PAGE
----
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Bridge Battle Draws More Attention, Reviews In League City

Residents in the rural neighborhood worry that plans to add a bridge across Clear Creek could cause unwanted changes to their neighborhood

Clear Creek Shores residents are objecting to a proposed bridge as they did in 2005 and again in 2009 when the city also broached the concept.
Clear Creek Shores residents are objecting to a proposed bridge as they did in 2005 and again in 2009 when the city also broached the concept.

Residents in a quiet, almost rural, neighborhood in the Harris County section of League City see themselves as apart from, forgotten and ignored by officialdom in the otherwise booming community.

The Galveston County Daily News reports when it comes to putting a bridge over Clear Creek at Palomino Lane, they want to keep it that way.

Clear Creek Shores residents are objecting to a proposed bridge as they did in 2005 and again in 2009 when the city also broached the concept.

League City wants to develop plans to alleviate traffic congestion on FM 518 west of Interstate 45, including extending Palomino Lane with a bridge. It’s just one of about 80 projects in different stages of planning that city officials are juggling to improve traffic conditions in the city.

But Clear Creek Shores residents want to stop any plans to extend Palomino Lane, they said.

“It would destroy one of the oldest neighborhoods in League City,” resident Victoria Maxey-Hodgson said.

Clear Creek Shores, developed in the 1960s, is a quiet neighborhood just west of Harris County’s Challenger Park. A bridge would change all of that, residents said.

A bridge would ruin views, resident Skip Hartley said. It will hurt wildlife, resident Pamela Hale said. It will be noisy and add traffic, resident Edwin Benson said. And it will make property values go down, Maxey-Hodgson said.

The neighborhood has a history with this bridge issue. More than 10 years ago, many of its residents fought the building of Clear Springs High School on Palomino because of the traffic it would generate, adding to the existing traffic problems on FM 518.

And they suspected that building a high school at the end of a dead-end road at a creek would one day lead to a bridge, residents said.

“We were assured at that time there would be no bridge,” Maxey-Hodgson said.

In 2005, Clear Creek Independent School District unveiled plans to build a high school on dead-end Palomino Road. Owners of waterfront houses in Clear Creek Shores and Creekside Estates argued the school would bring unwanted traffic and noise.

The city denied the school district’s request to build the school but the district sued and in July 2005 state District Court Judge Susan Criss ordered the city to give the school district a zoning permit to build the new high school. Clear Springs High School opened in 2007.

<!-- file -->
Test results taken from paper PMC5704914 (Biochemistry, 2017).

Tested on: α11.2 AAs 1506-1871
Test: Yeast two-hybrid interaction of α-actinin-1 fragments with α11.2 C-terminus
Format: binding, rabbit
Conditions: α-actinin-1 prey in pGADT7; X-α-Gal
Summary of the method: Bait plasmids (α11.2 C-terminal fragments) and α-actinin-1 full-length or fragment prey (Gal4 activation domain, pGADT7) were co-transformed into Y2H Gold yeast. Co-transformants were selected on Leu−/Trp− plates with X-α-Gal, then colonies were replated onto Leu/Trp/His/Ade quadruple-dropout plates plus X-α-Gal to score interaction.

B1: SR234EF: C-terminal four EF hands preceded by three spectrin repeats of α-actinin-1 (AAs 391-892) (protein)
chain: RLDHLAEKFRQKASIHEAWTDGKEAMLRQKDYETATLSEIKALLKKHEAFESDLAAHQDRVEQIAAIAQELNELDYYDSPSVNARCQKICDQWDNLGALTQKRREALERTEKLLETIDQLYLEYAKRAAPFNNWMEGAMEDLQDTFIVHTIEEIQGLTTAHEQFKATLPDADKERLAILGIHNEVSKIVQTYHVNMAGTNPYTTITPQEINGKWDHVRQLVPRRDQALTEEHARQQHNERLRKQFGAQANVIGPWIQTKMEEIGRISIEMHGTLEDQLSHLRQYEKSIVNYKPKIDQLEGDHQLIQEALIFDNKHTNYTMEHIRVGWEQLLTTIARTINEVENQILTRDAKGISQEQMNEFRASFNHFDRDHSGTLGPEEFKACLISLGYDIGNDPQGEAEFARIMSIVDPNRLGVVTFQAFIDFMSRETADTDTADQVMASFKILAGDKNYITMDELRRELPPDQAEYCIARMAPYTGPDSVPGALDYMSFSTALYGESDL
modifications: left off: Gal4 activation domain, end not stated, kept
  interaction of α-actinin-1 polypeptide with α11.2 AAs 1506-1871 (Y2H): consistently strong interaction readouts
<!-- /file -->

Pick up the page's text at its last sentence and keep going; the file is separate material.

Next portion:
The city, in turn, pulled the plug on plans to extend Palomino Lane north to Grissom Road.

But the Palomino Lane extension project stayed on the books.

In December 2009, the city council agreed to spend $525,000 for a consultant to study the possibility of building a bridge from Palomino Lane across Clear Creek and extending a four-lane road north either along West NASA Boulevard or through a chunk of ranch land sandwiched between neighborhoods. The road extension would help alleviate traffic congestion along FM 518 caused by the high school, city staff said at the time.

The study ignited a firestorm among homeowners and ranch owners who thought the project was long dead.

As the years rolled by, the traffic intensified and the population grew to more than 104,000 residents. As League City officials now weigh solutions to ease the problems, two possible solutions that remain are extending Landing Boulevard and Palomino Lane across Clear Creek.

Both plans have been around a long time, City Manager John Baumgartner said.

“We need both of those projects to move forward,” Baumgartner said.

The League City council at its Jan. 9 meeting approved an $84,600 contract with Houston-based Lockwood, Andrews & Newnam Inc. to prepare plans and paperwork so the city can compete in the spring for state and federal money to pay for the bridge project.

The city has a chance to fund 80 percent of the Palomino Lane project with state and federal money, rather than the city paying 100 percent of the cost, Baumgartner said.

Clear Creek Shores residents would prefer the city wait until the Landing Boulevard extension is completed first to see whether that does enough to make traffic flow better before moving ahead with a Palomino bridge.

The city is just looking at options, Mayor Pat Hallisey said. It’s a process that takes a long time, he said.

“I don’t know if Palomino is a done deal,” Hallisey said.

Some officials have told Clear Creek Shores residents that it might be 15 years until the city can undertake the projects, but others have told them it might be as little as two years, Maxey-Hodgson said.

“A lot of us will still be here in 15 years,” she said.

A Palomino bridge to Clear Creek Shores would endanger the environment and damage the Great Texas Birding Trail there near Challenger Park, Maxey-Hodgson said.

In January, a bald eagle hatched two eaglets in the area, she said.

“We are a close-knit neighborhood and are resilient,” Maxey-Hodgson said. “I believe other neighborhoods will be joining ours, as they did last time, to oppose the impact of this proposed bridge.”